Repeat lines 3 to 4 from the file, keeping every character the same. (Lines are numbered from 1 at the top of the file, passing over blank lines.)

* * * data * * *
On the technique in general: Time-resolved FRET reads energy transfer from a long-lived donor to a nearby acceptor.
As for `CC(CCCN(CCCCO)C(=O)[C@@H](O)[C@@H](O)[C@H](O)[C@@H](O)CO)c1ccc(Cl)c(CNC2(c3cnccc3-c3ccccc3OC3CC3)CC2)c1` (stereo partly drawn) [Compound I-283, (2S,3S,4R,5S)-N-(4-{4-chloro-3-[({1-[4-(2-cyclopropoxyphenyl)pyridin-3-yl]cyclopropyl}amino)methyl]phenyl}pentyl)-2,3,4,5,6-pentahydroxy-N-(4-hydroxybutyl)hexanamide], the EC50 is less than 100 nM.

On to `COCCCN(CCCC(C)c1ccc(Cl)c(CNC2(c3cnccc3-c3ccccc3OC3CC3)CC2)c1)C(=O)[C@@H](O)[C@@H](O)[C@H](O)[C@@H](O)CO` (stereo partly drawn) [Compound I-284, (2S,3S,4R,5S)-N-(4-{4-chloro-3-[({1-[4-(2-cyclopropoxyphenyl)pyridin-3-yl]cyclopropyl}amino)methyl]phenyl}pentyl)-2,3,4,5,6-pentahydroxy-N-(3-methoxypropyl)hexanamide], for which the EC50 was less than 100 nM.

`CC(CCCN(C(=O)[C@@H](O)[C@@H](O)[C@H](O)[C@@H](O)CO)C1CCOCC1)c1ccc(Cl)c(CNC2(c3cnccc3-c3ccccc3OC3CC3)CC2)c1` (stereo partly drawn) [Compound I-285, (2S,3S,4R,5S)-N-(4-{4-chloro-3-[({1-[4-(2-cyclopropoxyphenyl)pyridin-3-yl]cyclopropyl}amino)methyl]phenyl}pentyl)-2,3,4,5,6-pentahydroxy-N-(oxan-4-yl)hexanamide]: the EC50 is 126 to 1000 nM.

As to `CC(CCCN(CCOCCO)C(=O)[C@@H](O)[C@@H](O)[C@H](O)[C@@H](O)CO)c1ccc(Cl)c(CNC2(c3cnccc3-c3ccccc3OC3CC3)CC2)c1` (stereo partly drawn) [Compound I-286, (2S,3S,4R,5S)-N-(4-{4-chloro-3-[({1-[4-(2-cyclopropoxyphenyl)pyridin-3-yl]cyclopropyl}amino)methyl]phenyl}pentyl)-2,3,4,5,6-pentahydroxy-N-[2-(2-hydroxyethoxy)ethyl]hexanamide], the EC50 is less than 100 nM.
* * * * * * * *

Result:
On to `COCCCN(CCCC(C)c1ccc(Cl)c(CNC2(c3cnccc3-c3ccccc3OC3CC3)CC2)c1)C(=O)[C@@H](O)[C@@H](O)[C@H](O)[C@@H](O)CO` (stereo partly drawn) [Compound I-284, (2S,3S,4R,5S)-N-(4-{4-chloro-3-[({1-[4-(2-cyclopropoxyphenyl)pyridin-3-yl]cyclopropyl}amino)methyl]phenyl}pentyl)-2,3,4,5,6-pentahydroxy-N-(3-methoxypropyl)hexanamide], for which the EC50 was less than 100 nM.

`CC(CCCN(C(=O)[C@@H](O)[C@@H](O)[C@H](O)[C@@H](O)CO)C1CCOCC1)c1ccc(Cl)c(CNC2(c3cnccc3-c3ccccc3OC3CC3)CC2)c1` (stereo partly drawn) [Compound I-285, (2S,3S,4R,5S)-N-(4-{4-chloro-3-[({1-[4-(2-cyclopropoxyphenyl)pyridin-3-yl]cyclopropyl}amino)methyl]phenyl}pentyl)-2,3,4,5,6-pentahydroxy-N-(oxan-4-yl)hexanamide]: the EC50 is 126 to 1000 nM.